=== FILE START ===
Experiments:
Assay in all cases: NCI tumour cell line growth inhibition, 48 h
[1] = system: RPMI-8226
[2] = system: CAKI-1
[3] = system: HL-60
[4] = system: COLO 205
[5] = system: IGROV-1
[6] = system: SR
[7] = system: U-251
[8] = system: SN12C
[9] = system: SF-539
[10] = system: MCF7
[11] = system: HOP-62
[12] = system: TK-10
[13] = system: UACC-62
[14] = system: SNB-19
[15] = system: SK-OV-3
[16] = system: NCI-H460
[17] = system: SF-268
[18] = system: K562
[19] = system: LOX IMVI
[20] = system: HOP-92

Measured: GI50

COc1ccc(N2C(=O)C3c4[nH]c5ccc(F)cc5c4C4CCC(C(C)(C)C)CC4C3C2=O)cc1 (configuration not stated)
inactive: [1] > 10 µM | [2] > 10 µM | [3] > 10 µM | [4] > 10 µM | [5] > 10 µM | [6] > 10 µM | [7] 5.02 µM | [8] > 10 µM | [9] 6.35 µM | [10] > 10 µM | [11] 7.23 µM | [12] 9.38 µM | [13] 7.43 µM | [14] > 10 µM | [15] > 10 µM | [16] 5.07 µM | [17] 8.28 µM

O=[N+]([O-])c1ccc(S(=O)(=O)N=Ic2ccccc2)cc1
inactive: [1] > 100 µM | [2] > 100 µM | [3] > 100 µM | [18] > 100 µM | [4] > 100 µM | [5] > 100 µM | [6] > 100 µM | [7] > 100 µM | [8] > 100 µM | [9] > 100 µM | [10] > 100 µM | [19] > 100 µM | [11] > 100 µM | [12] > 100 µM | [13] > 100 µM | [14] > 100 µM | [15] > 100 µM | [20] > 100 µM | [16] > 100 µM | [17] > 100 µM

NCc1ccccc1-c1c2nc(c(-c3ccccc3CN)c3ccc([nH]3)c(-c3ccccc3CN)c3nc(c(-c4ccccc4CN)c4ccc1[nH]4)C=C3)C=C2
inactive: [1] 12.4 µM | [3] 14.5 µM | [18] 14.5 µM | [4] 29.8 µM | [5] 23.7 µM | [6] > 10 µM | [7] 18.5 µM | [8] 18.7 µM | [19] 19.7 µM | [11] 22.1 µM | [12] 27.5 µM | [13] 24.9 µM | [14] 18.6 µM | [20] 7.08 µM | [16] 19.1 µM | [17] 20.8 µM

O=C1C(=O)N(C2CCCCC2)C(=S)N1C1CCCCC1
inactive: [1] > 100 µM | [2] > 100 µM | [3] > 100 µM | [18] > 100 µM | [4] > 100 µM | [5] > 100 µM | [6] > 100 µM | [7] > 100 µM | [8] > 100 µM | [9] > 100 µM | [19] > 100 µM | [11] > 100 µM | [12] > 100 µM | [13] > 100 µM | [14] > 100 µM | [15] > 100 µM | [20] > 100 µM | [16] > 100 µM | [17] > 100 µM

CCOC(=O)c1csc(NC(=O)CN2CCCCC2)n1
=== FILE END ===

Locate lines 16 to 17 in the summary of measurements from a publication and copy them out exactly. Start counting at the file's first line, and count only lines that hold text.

[14] = system: SNB-19
[15] = system: SK-OV-3